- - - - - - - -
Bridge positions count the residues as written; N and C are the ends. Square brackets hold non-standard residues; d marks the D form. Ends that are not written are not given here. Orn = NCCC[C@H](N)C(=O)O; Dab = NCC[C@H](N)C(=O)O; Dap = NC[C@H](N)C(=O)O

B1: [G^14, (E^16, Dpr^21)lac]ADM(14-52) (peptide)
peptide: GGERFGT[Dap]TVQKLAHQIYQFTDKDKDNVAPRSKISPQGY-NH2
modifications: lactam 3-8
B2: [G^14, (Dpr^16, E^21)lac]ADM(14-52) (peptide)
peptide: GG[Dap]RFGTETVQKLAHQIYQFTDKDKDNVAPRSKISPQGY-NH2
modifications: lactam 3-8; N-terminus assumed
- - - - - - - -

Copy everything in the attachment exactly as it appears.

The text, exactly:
Bridge positions count the residues as written; N and C are the ends. Square brackets hold non-standard residues; d marks the D form. Ends that are not written are not given here. Orn = NCCC[C@H](N)C(=O)O; Dab = NCC[C@H](N)C(=O)O; Dap = NC[C@H](N)C(=O)O

B1: [G^14, (E^16, Dpr^21)lac]ADM(14-52) (peptide)
peptide: GGERFGT[Dap]TVQKLAHQIYQFTDKDKDNVAPRSKISPQGY-NH2
modifications: lactam 3-8
B2: [G^14, (Dpr^16, E^21)lac]ADM(14-52) (peptide)
peptide: GG[Dap]RFGTETVQKLAHQIYQFTDKDKDNVAPRSKISPQGY-NH2
modifications: lactam 3-8; N-terminus assumed